Tell us a bit about yourself and your company, infohackit.
infohackit started as a 12-hour hack event in 2015, bringing together scientists and designers to find new ways to communicate research. We were then asked to devise training so that scientists could produce their own design work. At the time, I was creative director of a regional design agency, but for the last couple of years, I’ve been training full time. We mainly work for research institutes and universities.
Why is visual communication important in the scientific field?
It’s a way of telling people about your research methods and results, and in doing so, starting the process of somehow changing the world with your science. Most of our clients are researching environmental, biological, and health sciences, so we’re looking at topics like climate change, biodiversity, global health. Not many people outside of science know that scientists are expected to create posters, data visualisations and infographics for audiences as diverse as school children and policymakers.
“Design software and training are useful as it equips me with a range of skills that I can use to communicate complex ideas to non-expert audiences. Visual communication helps maintain engagement and improves the overall communication of the important messages.”
Good visual communication can be the difference between a research project never being heard of outside academia and affecting millions of lives.
Visualisation is also an amazing opportunity to gain perspective on your research. Imagine spending three years in a lab, writing an 80,000-word thesis and then being asked to summarise all that experience and prose into a 1200 x 675px png for Twitter. It’s not an easy process.
How do you work with scientists to develop their design skills?
We start simply, with a theoretical understanding of colour systems, image types, typography and composition; and then we use Affinity to create basic shapes, icons, simple vector-based illustrations. Once those skills are in place, we can apply them to poster design, infographics and other visual outputs.
Why did you switch to Affinity Designer for your training?
One of our PhD students told me about Affinity Designer, and to begin with, we considered switching mainly due to cost. Not many of the people we train will use design software every week, so having non-subscription-based software is important to them.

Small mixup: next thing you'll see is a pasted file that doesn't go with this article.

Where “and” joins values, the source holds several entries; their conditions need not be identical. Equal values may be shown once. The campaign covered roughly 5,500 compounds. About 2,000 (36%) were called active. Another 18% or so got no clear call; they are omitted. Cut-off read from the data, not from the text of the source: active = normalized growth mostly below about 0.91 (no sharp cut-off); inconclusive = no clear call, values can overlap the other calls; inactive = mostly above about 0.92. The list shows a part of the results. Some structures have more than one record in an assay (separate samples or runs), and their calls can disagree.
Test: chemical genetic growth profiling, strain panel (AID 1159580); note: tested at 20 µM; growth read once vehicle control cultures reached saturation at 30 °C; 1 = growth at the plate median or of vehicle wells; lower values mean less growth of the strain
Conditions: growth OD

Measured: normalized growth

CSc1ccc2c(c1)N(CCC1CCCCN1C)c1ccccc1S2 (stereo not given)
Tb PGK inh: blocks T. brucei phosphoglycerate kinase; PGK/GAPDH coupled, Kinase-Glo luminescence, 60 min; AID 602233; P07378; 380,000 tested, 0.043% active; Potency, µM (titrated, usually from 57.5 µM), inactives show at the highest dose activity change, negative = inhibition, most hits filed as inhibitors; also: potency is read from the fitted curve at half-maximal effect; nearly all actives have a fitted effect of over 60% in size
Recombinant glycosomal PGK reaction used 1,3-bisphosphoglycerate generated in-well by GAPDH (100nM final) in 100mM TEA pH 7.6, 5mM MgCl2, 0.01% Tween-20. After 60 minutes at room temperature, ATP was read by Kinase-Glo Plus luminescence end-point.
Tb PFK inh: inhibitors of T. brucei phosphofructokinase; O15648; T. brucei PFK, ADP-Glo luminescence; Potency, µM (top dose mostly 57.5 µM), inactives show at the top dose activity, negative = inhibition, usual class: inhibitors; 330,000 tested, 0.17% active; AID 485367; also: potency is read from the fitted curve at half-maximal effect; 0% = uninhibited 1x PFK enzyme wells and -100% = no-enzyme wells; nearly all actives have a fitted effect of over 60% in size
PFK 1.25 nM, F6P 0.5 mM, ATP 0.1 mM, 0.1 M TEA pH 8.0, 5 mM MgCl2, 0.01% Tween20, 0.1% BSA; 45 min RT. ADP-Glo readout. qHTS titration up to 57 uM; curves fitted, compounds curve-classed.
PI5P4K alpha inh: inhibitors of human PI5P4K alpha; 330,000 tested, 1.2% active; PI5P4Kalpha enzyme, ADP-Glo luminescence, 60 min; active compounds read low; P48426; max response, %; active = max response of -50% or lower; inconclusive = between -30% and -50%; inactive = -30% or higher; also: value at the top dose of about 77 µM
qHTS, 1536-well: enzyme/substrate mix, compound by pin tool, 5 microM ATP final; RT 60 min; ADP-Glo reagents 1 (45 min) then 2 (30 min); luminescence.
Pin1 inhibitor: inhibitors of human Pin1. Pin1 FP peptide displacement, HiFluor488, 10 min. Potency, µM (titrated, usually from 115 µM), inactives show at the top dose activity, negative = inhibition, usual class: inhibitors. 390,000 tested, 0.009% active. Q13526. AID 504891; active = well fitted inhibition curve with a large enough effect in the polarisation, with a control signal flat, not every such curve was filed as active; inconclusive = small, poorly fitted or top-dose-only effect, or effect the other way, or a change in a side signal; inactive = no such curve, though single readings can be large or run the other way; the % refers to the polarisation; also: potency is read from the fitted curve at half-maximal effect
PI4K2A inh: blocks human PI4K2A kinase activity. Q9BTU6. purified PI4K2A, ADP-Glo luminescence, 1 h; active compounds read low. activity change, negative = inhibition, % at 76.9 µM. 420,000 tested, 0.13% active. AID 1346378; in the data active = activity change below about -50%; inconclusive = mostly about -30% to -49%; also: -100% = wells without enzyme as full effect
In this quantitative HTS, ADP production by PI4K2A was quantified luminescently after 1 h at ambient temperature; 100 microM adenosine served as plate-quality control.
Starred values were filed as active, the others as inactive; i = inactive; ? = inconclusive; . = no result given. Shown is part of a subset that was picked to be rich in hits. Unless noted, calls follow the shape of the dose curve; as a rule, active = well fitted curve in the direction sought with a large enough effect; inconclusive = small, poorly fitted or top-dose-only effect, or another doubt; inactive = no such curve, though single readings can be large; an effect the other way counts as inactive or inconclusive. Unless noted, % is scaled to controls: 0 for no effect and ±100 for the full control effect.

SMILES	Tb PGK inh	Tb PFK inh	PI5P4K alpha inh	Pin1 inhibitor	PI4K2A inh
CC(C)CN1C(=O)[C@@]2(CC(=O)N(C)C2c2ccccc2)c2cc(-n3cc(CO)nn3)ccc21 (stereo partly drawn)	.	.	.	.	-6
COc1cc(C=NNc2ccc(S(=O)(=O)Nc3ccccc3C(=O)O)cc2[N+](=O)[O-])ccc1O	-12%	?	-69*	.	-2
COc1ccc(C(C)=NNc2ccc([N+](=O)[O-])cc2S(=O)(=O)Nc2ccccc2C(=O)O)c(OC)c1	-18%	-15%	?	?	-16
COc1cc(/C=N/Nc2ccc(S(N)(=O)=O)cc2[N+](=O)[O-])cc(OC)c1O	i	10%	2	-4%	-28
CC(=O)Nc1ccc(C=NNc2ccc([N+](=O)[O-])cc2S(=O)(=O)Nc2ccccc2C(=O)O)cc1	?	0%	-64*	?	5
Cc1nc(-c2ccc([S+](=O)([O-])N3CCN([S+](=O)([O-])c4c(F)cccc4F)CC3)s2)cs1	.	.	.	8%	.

After early testing at training events, we realised that people were learning more quickly than they were using Illustrator or Inkscape. For me, Affinity has the right balance of depth of function vs ease of use, and an awesome UI.
We now include the software as standard in our training programmes, which is a massive leap forward for the legacy of our work.
“I’ve continued to use Affinity Designer since the training course, and really enjoy the possibilities it offers to create visuals with so much more detail and control. I’ll definitely keep using it in the future, particularly for scientific figures, posters and infographics. The easy transfer into PowerPoint has also been great for improving my presentation graphics.”
Why were you approached by the British Antarctic Survey?
The British Antarctic Survey had heard about a programme we ran for a group of ecologists in 2020 and were keen to run something similar. Like many scientists, they often see fantastic visuals in other people’s research papers, at conferences and in magazines like National Geographic, and they wonder—‘how the heck do you do that?’. BAS have fantastic comms and creative teams, but they don’t have enough hours in the day to help everyone communicate, so it’s up to the scientists to skill up and try it themselves.
How was the course delivered?
We run a community on Slack, and the workshops were all delivered live via Zoom. I’ve logged hundreds of hours on Zoom in the last 12 months! It works really well and means we can work with groups with a wide geographical base. BAS’ main office is in Cambridge, but we had scientists joining from all over the UK. I don’t think anyone actually in Antarctica attended, but we did have someone juggling the workshop with piloting a drone chasing an iceberg!
“Affinity Designer has quite a few extra abilities and tools compared to what I was used to, and it has been really interesting investigating some of the fun features that the software has.”
After basic Affinity training, we looked at posters, infographics, visual abstracts (a visual summary of a research paper), making animated gifs, integrating Affinity graphics into Powerpoint, designing with the Pen Tool and brushes in detail and also some isometric drawing. We ran 20+ workshops over two months.
How did the scientists find using Affinity Designer?
We found (as we always do) that the scientists picked up Affinity very quickly. Our training is designed to make sure that everyone can improve. Not everyone can draw, but anyone can put shapes together in meaningful ways, trace a photo, and learn how to use a grid system.
“I will definitely use Affinity Designer to create visuals in the future. There are now features and design choices that I can add into my graphics I wouldn’t have dreamed of before.”
What do you enjoy most about the training you do?
My job is to give the super-power of great visual design to a group of people that really need it. Every brief is important and could change the world. I love getting an email a year or two after a training programme from a scientist saying—‘hey look what I did!’.
You can find out more about infohackit and their training courses at infohackit.com.
For more information on the British Antarctic Survey, visit their website.